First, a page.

Friday, March 17, 2006

Movies opening this week

Manderlay (Bryce Dallas Howard, Danny Glover, Isaach de Bankolé, dir. Lars von Trier)
My review in Las Vegas Weekly
I found a lot of things about Dogville interesting, and in general I appreciate von Trier's films because he's a misanthropic pessimist, just like me. But Dogville had two things going for it that this movie doesn't have: an excellent anchoring performance by Nicole Kidman, and a universal condemnation of damn near all human behavior. Manderlay is more specific and more direct, and its particularly USA-focused message reveals all of von Trier's logical flaws and biases. Plus Bryce Dallas Howard, as much as she's a promising young actress, just doesn't have the presence to pull off the role of Grace. Von Trier is stepping back from the USA trilogy and doing a comedy next - I'm curious to see how that goes. Opened limited Jan. 27; in Las Vegas this week

V for Vendetta (Natalie Portman, Hugo Weaving, Stephen Rea, John Hurt, dir. James McTeigue)
Although it smooths out some of the edges of the graphic novel by Alan Moore and David Lloyd (which I re-read literally an hour before seeing the movie), this is still a very bold, politically risky film, with a terrorist as its central character. The Wachowski brothers' script sometimes reduces the novel's pro-anarchy, pro-violence slant to a more simplistic good vs. evil dichotomy, but a remarkable number of sequences are taken verbatim from Moore's words. The story of the terrorist V and his sometimes reluctant protege Evey (Portman) fighting against the fascist government of a future Britain is updated to give it resonance to the current political climate, and McTeigue (an assistant on the Matrix films) shoots with a minimum of distracting flashiness. It's not full of bullet-time and kung fu, although there is a smattering of that. It's much more about some fairly radical ideas, even if the ending especially deviates from the source material to offer a little more hope and a little less endorsement of outright anarchy. If all you care about is direct translation of the comic, panel-for-panel, Sin City-style, then you're bound to be let down (and agree with Moore). But if you can forgive some of the simplification and appreciate the way that McTeigue and the Wachowskis capture much of the spirit of the story (as well as some of its most powerful scenes), this is a remarkably rewarding film. Wide release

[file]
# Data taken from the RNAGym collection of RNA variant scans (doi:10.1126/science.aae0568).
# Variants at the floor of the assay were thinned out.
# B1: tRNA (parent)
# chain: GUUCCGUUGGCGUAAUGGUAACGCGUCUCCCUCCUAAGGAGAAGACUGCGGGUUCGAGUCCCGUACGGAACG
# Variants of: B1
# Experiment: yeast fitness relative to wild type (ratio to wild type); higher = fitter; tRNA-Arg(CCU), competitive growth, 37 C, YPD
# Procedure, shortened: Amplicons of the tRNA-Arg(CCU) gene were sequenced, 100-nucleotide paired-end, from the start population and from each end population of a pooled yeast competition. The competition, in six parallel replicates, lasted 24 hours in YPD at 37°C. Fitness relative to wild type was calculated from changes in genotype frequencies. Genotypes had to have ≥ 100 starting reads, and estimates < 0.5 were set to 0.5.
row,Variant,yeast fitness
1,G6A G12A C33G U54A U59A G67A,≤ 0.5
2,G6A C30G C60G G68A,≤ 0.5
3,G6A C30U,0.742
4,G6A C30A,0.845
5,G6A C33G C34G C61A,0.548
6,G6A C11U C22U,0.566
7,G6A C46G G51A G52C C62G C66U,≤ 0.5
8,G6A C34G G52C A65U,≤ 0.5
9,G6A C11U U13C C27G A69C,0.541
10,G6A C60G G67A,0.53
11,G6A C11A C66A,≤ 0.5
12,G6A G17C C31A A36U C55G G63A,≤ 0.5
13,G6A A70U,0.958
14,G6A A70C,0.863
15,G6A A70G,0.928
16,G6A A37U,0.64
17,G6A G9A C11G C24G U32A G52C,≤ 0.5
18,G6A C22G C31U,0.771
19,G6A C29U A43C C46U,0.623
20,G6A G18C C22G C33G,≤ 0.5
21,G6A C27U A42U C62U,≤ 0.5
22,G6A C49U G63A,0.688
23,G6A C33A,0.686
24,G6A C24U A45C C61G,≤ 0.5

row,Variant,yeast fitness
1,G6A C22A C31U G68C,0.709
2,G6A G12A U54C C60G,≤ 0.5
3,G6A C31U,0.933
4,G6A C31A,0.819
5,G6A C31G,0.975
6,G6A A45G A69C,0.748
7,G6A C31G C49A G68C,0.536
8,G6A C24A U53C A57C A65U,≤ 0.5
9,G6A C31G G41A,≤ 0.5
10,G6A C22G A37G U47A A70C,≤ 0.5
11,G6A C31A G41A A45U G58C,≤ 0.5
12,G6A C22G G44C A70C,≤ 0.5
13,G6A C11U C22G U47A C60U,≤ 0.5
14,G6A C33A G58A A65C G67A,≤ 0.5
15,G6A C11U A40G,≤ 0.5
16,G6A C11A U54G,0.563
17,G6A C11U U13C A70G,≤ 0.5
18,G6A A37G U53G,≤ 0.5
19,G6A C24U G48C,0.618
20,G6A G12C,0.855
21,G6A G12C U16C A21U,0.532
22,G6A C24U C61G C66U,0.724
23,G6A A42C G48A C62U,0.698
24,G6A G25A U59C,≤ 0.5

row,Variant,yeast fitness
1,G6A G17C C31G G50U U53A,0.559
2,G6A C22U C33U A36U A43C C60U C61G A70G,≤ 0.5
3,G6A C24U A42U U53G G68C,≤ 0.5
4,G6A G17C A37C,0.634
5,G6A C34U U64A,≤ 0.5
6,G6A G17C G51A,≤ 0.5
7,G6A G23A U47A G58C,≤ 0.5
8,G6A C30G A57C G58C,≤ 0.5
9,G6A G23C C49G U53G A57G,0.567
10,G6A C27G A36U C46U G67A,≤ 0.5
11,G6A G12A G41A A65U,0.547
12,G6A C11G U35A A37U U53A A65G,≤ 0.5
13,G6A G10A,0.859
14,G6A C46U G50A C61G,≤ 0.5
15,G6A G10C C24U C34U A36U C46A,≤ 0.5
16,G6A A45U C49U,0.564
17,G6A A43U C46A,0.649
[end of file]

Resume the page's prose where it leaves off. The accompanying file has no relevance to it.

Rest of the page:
abd anonymous said...

Since I'm not really up on things, I assumed V is for Vendetta was based on a Sue Grafton novel--which made me wonder why they were starting with "V" and not "A." I wonder if anyone else assumed that.


Josh said...

According to Amazon, Grafton is only up to "S" (which is for "Silence") right now. I guess she'll have to stay away from "vendetta" when she gets to V. Too bad, since you're right that it does sort of sound like one of her titles.